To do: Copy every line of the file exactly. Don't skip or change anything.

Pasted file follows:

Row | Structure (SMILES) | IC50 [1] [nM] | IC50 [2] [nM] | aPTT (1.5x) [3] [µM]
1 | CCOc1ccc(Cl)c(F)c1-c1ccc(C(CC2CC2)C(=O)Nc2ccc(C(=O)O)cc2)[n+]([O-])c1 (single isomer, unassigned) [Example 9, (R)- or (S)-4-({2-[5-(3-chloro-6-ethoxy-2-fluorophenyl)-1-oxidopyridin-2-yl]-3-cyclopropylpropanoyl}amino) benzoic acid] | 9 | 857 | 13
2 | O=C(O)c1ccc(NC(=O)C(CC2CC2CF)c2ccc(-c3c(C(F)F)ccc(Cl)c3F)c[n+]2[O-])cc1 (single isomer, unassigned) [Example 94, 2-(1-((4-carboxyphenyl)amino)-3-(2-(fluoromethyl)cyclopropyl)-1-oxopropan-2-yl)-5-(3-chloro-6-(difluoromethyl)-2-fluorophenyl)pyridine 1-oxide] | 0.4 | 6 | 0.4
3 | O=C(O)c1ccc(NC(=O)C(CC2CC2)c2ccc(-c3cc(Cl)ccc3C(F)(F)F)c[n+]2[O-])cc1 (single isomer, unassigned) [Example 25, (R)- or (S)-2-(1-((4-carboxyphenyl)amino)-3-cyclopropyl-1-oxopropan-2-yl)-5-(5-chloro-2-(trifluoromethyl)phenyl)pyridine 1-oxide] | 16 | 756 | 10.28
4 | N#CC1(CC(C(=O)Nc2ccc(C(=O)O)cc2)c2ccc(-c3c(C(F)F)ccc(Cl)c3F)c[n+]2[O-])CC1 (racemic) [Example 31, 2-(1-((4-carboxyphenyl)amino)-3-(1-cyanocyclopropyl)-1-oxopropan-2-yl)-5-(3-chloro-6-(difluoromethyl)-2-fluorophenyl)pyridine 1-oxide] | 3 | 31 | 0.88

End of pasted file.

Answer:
Row | Structure (SMILES) | IC50 [1] [nM] | IC50 [2] [nM] | aPTT (1.5x) [3] [µM]
1 | CCOc1ccc(Cl)c(F)c1-c1ccc(C(CC2CC2)C(=O)Nc2ccc(C(=O)O)cc2)[n+]([O-])c1 (single isomer, unassigned) [Example 9, (R)- or (S)-4-({2-[5-(3-chloro-6-ethoxy-2-fluorophenyl)-1-oxidopyridin-2-yl]-3-cyclopropylpropanoyl}amino) benzoic acid] | 9 | 857 | 13
2 | O=C(O)c1ccc(NC(=O)C(CC2CC2CF)c2ccc(-c3c(C(F)F)ccc(Cl)c3F)c[n+]2[O-])cc1 (single isomer, unassigned) [Example 94, 2-(1-((4-carboxyphenyl)amino)-3-(2-(fluoromethyl)cyclopropyl)-1-oxopropan-2-yl)-5-(3-chloro-6-(difluoromethyl)-2-fluorophenyl)pyridine 1-oxide] | 0.4 | 6 | 0.4
3 | O=C(O)c1ccc(NC(=O)C(CC2CC2)c2ccc(-c3cc(Cl)ccc3C(F)(F)F)c[n+]2[O-])cc1 (single isomer, unassigned) [Example 25, (R)- or (S)-2-(1-((4-carboxyphenyl)amino)-3-cyclopropyl-1-oxopropan-2-yl)-5-(5-chloro-2-(trifluoromethyl)phenyl)pyridine 1-oxide] | 16 | 756 | 10.28
4 | N#CC1(CC(C(=O)Nc2ccc(C(=O)O)cc2)c2ccc(-c3c(C(F)F)ccc(Cl)c3F)c[n+]2[O-])CC1 (racemic) [Example 31, 2-(1-((4-carboxyphenyl)amino)-3-(1-cyanocyclopropyl)-1-oxopropan-2-yl)-5-(3-chloro-6-(difluoromethyl)-2-fluorophenyl)pyridine 1-oxide] | 3 | 31 | 0.88